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Therese Iknoian

Traveler | Photographer at HI Travel Tales
Little did her parents know that a short trip to Europe in high school would launch a lifetime love of travel, languages and cultures. Trained as a news journalist, Therese Iknoian spent a decade as a daily newspaper journalist before launching a freelance writing career specializing in outdoor, fitness and training. All the while trotting the globe, her focus finally turned to travel. Fluent in German, Therese runs a translation business (www.ThereseTranslates.com) working primarily with companies in the outdoor/sports/retail industry. Also a French speaker, she loves to learn a bit of the language wherever she goes -- gdje je kupaonica? Мне нужна помощь! -- often embarrassing herself in the quest for cross-cultural communication and the search for great travel discoveries.
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A lady and her figs caught our photographer's eye.

Croatia is a multi-faceted country with mountains, oceans, islands, villages and cities. It became an independent country in 1991, although it has fought its share of battles since then too, including the Bosnia war through 1995 that has been called the bloodiest war in Europe since World War II.

The Dalmatian Coast is a draw for many and, yes, it is in fact the origin of those spotted dogs. But we came for the back roads and villages on our bikes as a part of a small group bike tour along the coast and its islands.

The subject: We started out the day prior to this at Krka National Park, enjoying the stunning waterfalls and just a short ride, before heading out the next day for a 50-kilometer ride (31 miles). We headed out toward Sibenik toward the west of the park and slightly south. We looked forward to the medieval core of this town known for its Renaissance architecture. But first came the winding back roads taking us through farmlands with fig trees and vineyards and towns, like Cista Mala and Gacelezi, filled with traditional stone homes.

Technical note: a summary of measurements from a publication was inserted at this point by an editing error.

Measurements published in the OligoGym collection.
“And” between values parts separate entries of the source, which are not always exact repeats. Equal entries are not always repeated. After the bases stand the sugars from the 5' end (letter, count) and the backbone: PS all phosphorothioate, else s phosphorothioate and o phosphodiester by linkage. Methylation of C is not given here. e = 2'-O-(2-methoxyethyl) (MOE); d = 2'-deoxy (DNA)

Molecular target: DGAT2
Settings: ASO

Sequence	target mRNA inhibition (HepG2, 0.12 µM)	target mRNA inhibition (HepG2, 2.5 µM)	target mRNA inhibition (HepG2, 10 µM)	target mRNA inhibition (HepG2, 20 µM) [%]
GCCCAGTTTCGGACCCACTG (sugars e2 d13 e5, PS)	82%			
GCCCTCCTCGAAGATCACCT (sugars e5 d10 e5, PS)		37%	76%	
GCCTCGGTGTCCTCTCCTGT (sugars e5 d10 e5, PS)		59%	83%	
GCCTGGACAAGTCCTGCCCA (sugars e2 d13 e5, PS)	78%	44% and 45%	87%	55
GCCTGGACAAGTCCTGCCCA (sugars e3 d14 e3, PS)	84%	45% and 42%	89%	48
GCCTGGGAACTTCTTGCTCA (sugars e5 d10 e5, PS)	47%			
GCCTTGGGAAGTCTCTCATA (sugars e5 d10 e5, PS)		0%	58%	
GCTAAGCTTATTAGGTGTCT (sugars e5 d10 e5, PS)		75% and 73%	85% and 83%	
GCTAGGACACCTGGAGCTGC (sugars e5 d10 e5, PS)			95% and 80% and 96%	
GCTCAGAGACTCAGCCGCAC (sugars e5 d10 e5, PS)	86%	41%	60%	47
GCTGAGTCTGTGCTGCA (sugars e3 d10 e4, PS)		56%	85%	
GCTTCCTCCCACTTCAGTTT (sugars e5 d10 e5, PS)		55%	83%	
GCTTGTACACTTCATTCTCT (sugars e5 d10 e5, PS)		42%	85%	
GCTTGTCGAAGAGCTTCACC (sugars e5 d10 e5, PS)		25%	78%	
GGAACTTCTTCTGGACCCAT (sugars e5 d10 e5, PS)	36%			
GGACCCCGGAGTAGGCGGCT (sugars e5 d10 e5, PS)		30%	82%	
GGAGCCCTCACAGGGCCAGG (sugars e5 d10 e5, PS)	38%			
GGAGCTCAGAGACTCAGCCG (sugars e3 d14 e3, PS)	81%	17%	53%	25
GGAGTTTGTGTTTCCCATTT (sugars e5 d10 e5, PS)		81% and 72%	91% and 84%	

The inspiration: I grew up in California’s San Joaquin Valley with its Mediterranean climate. So the fruit grown in Croatia and the farmlands reminded me of my childhood. When I happened across this woman dressed in traditional garb sitting quietly at the side of the road beside her tray of drying figs, I had to stop. She also reminded me of my Armenian grandmothers. And of course she (and them) used the traditional wooden trays to dry everything. No, I didn’t speak much in Croatian other than a few polite words, and she didn’t speak a lick of English. (And this was before the day of ubiquitous translation apps!) But that didn’t keep her from proudly showing off her figs and offering me a couple to munch on. Our international relations consisted of smiles … and figs.

Artist’s tools: Although I studied photography in college as a part of my journalism major and my camera was my constant companion for a number of years, I had slipped away from schlepping a big camera. This was my point-and-shoot era prior to the smartphone and getting another (D)SLR. I was using an Olympus Stylus with a basic setting and this automatically put me at an f/9 and a shutter speed of 1/200th with a very low ISO. Shooting against stone buildings in the mid-day sun is not exactly ideal, but I couldn’t tell her to move as she showed me her figs so I got what I got. I did only a few simple post-processing touches to bring down the brightness a bit. This was taken in September 2008.

What to do in Croatia

In the map below, pins mark the exact location of the sites and places to see mentioned in our articles and travel tips on Croatia. Zoom in or out on the map using the controls. Switch easily from map to satellite view. Click on each pin to pull up a tooltip with the name of the destination or location as well as any additional information, including links to stories and articles. This map is the perfect place to begin planning what to do in Croatia for one, two, three or more days.

Krka National Park